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Tallahassee state capitol

Tallahassee was established as the Florida state capital in 1821, but the area surrounding the city has been on European maps since the 1500s. Long occupied by the agrarian Apalachee people, the area slowly gave over to Spanish and other European settlers beginning in the 1600s. Today Tallahassee sits firmly at the center of Florida history, politics and culture—even if, to those of us in Southwest Florida, it still feels like a remote outpost. For those willing to make the trek, Tallahassee makes for an illuminating weekend away.

The Capitol Building

Tallahassee has some of the best museums and historic sites in the state. Start with the Florida Historic Capitol Museum (400 S. Monroe St., Tallahassee; 850.487.1902; flhistoriccapitol.gov). High points include the restored governor’s private office from the early 1900s, the Civil Rights exhibit from the 1960s and a pair of boots from Lawton Chiles’ 1970 U.S. Senate campaign. Chiles walked 1,033 miles from the panhandle to the Florida Keys and earned the nickname “Walkin’ Lawton.”

Florida State University

A visit to the university begins at the James D. Westcott Memorial Building (222 S. Copeland St., Tallahassee; fsu.edu), the architectural centerpiece of the campus and an iconic symbol of FSU. Originally built in 1910, the building was reconstructed after a fire in 1969. Today it stands as the administrative hub of the university. From there, visit the adjacent historic Eppes Hall, the nearby iron arch that serves as the entrance to the university and the Westcott Fountain that has been flowing for over 70 years.

Maclay Gardens

The ornamental gardens of the Alfred B. Maclay Gardens State Park (3540 Thomasville Road, Tallahassee; 850.487.4556; floridastateparks.org) were first planted in the early 1920s as part of a family winter estate. Today, the state park is spread over more than 1,000 acres and includes a secret garden, a reflecting pool, a walled garden and hundreds of camellias and azaleas. The gardens have nature trails, as well as a lake where visitors can swim, fish, canoe and kayak.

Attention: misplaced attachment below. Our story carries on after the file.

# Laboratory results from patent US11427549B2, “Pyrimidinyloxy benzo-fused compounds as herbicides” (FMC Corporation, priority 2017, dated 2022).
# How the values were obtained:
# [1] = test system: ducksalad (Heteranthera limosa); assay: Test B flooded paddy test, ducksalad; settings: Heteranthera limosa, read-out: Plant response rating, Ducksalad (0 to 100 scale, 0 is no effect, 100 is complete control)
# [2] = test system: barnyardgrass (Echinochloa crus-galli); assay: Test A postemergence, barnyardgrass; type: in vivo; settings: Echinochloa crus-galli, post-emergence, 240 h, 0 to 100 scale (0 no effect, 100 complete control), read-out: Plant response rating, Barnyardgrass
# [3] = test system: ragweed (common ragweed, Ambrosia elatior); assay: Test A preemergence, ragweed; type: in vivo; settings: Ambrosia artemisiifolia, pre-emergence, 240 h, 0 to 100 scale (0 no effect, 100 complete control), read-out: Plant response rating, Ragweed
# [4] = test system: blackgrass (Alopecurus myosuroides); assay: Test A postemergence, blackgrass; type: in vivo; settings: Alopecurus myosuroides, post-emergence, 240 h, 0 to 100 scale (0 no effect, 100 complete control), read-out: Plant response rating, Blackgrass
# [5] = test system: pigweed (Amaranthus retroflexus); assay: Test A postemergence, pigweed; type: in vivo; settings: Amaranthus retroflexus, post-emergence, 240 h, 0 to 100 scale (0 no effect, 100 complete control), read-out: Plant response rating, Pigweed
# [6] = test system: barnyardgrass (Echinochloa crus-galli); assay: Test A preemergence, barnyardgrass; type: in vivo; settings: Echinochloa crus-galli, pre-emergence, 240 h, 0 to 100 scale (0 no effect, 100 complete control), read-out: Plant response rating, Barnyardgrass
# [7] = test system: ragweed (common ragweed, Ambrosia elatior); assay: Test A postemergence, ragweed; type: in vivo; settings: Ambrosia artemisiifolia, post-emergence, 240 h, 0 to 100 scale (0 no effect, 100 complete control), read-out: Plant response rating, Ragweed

Railroad Square Art District

After the historic sites and museums, step into something more thoroughly modern: the Railroad Square Art District (Railroad Square, Tallahassee; 850.224.1308; artdistrict.com). The WWII-era industrial park has been transformed into boutiques, galleries and eateries. Try the Crum Box Gastgarden (653 Railroad Square, Tallahassee; 850.599.0633; facebook.com/thecrumbox) for house-made sausages, regional craft brews and live local music. Just look for the red caboose. 

Hotel Duval from the Marriott Autograph Collection 

The Autograph Collection’s Hotel Duval (415 N. Monroe St., Tallahassee; 850.224.6000; marriott.com) is at the epicenter of Tallahassee, close to the university, museums and the capitol building. The historic structure was originally built in 1951, and the modern-day boutique hotel has signature amenities that fans of the Autograph Collection have come to appreciate, like expansive bathrooms and fine detailing. Round out a stay in the state’s capital with a cocktail at Hotel Duval’s chic rooftop bar.  

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